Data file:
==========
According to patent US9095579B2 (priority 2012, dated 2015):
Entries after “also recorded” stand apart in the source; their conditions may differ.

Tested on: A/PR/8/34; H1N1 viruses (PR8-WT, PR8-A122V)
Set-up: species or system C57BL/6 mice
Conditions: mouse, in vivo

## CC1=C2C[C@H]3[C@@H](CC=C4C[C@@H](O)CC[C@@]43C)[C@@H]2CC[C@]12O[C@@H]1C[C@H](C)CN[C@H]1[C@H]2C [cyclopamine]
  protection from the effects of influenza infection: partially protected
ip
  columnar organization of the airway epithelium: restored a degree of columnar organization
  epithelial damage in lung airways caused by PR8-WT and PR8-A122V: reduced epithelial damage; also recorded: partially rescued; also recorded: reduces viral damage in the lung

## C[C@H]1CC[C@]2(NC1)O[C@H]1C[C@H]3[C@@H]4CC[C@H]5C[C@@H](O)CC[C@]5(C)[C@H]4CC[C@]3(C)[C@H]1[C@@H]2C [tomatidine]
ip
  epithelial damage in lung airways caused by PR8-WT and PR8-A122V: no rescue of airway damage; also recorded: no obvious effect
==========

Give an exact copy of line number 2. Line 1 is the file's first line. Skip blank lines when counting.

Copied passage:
Entries after “also recorded” stand apart in the source; their conditions may differ.